Getting Crafty: Craft Coffee’s The New Hotness

New York-based boutique purveyors Craft Coffee have been around since early 2011, but they’re enjoying a recent resurgence in quality and relevance. To be perfectly frank, we’ve slept on Craft Coffee for awhile, but their most recent shipment to Sprudge.com Bay Area HQ made us stand up and take notice – three delightful coffees from Irving Farms, Dogwood and Augie’s Coffee Roasters, accompanied by delightful tasting notes. To the uninitiated, Craft Coffee is a subscription-based service that sends its subscribers three carefully curated 4oz bags of coffee once a month. The coffees come from roasters across North America, and in a departure from their previous practices, the bags are now stamped with a roast date, accompanied by unique descriptions and information. During a recent trip to New York, Sprudge.com sat down with Sam Lewontin, curator for Craft Coffee and manager at Everyman Espresso, to pick his brain over the delightful development of Craft Coffee.

(Editorial note: the following conversation occurred over macchiatos infused with yellow chartreuse provided by Alex Bernson, formerly of Vandaag, now of Joe NYC)

Sprudge: Sam! Talk to us about how Craft Coffee whittles down the roasters you use.

Sam Lewontin: Man, this Yellow Chartreuse macchiato is serious business. Alright, so here’s how it works: we ship 3 coffees a month, but those are chosen out of a batch of roughly 20-30 coffees total, which usually represent around a half a dozen roasters. We do some light solicitation of roasters, but for the most part we’re getting a lot of top quality stuff sent to us – the recent coffee we included from Dogwood in Minneapolis is a great example of that.

Sprudge: So you get the coffees into New York, and then what?

Sam Lewontin: Well, we get the samples, we cup them, and then we narrow those samples down by choosing the standouts from the “first table”. Our favorites wind up on a “second table”, which is where the tough choices are made. We cup all of our coffees blind – previously Craft Coffee wasn’t cupping using an evaluative method, but that’s something we started doing around 3 months ago. After cupping, we brew our favorite coffees in our lab and choose the ones we think standout and compliment each other.

Sprudge: We’re a huge fan of your tasting notes. Are you pulling those notes from cupping, or from brewing, or some kind of metaphysical black magic?

Sam Lewotin: Our notes come out of a variety of brewing methods, but not from cupping. My personal favorite method for brewing notes is the Kalita Wave, but we don’t restrict people to one particular brewing method or another.

Sprudge: So it’s all blind? Or is there, you know, an overarching theme you’re going for each month?

Sam Lewontin: We do cup blind, but it’s important for us to have variety – last month we featured two African coffees, but they’re wildly different coffees from each other. That Kenya from Dogwood is a crazy jammy natural coffee, while the Augie’s Coffee Guji is your classic washed Ethiopian. We don’t like repeating flavor profiles or origins in the same box, or even from month to month.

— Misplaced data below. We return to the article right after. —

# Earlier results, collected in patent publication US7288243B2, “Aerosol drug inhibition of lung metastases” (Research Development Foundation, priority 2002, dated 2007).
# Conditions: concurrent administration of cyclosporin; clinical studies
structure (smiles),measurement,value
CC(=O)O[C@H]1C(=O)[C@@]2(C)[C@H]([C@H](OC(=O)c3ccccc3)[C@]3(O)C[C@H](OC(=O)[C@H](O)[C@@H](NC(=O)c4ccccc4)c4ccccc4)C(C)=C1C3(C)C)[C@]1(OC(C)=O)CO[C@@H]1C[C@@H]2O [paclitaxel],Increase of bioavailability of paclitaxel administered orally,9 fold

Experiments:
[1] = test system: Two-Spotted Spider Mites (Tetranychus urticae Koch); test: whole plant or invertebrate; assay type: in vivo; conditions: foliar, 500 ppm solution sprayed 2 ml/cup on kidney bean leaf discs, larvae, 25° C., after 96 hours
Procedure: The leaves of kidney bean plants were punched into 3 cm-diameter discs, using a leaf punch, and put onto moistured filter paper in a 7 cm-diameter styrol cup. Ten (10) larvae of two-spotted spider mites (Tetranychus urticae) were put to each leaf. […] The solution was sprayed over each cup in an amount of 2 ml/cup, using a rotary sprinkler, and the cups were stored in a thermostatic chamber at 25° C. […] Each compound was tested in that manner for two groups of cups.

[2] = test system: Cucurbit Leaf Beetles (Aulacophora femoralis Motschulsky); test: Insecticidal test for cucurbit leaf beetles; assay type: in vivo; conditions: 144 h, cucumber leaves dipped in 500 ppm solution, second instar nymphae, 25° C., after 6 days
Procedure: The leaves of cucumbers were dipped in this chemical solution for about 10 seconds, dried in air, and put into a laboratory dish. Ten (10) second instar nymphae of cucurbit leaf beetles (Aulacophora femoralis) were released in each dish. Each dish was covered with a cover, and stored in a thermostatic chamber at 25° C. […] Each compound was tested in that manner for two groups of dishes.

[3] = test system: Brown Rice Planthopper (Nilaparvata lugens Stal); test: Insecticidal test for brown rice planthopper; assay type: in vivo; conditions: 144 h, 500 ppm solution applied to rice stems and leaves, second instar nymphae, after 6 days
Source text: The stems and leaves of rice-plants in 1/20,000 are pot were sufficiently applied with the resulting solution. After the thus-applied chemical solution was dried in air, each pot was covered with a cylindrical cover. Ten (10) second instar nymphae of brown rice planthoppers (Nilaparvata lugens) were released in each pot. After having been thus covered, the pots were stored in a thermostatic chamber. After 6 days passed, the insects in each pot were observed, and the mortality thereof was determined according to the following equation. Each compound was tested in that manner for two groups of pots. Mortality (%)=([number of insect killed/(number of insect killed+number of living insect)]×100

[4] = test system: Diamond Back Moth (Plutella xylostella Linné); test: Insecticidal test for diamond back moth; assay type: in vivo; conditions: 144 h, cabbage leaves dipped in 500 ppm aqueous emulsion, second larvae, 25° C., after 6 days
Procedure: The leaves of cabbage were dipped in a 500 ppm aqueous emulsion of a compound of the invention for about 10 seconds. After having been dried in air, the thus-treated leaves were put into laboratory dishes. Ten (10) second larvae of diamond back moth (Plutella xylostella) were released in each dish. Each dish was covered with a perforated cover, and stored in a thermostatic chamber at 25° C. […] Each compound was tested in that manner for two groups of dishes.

Sprudge: We gotta admit: we’d never heard of Augie’s before we received last month’s box from Craft Coffee.

Sam Lewontin: Yeah! Augie’s is from Redlands, California – really great coffee, right? We usually feature a couple of roasters that specialty coffee types have heard of, and then some other ones where you’re like “Huh?” – that’s part of the fun. The idea is to be really even-handed and go by coffee quality, but we’re particularly interested in boutique microroasters. Featuring coffees from places like Augie’s, Dogwood, Olympia Coffee Roasters, Paradise, Coava…we want to give these boutique roasters more exposure.

Sprudge: Last question: from a logistics perspective, when in the post-roast cycle do Craft Coffee subscribers typically receive your coffees?

Sam Lewontin: The roasters ship their coffees to us ASAP off-roast; we turn around and ship them to you right away, so that they typically arrive 7 days after roasting. Since we’re shipping 3 4 oz. bags, you wind up up with enough to make a couple of nice coffees for yourself every day for a week, while the coffee is still optimal.

We expect a lot more great stuff from Craft Coffee in 2011 and beyond – learn more by checking them out here.

Pin It

Comments

  1. says

    What a weird joke. These guys receive bulk bags of coffee, split them up into little bags, and then heat seal them. Why bother sealing them? So they look fresh? Shady-town!

  2. KJ says

    Love Craft Coffee. If only I could get things shipped to the Dakotas faster, my roast dates are usually valid about three days. :( But it’s a fabulous three days!

  3. says

    killer, sounds righteous; although, a “resurgence in relevance” for a company that’s a little over a year old is a kinda funny turn of phrase. I’m totally being a jerk, never mind.

Leave a Reply

Your email address will not be published. Required fields are marked *